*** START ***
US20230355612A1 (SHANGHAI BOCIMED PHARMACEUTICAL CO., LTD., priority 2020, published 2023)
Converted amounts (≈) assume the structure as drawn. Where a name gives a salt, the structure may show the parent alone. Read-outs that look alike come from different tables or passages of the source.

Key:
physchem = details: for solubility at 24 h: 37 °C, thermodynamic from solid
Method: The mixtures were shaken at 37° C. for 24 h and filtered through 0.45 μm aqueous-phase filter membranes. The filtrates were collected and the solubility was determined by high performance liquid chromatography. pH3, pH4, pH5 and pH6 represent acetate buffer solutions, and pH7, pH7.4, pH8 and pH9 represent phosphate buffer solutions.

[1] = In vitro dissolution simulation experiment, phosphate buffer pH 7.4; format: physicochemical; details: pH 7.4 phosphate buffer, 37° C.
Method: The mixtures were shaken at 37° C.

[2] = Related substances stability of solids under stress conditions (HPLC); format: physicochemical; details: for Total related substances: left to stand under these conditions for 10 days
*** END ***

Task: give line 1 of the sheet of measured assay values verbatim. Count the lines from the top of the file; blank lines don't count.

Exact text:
US20230355612A1 (SHANGHAI BOCIMED PHARMACEUTICAL CO., LTD., priority 2020, published 2023)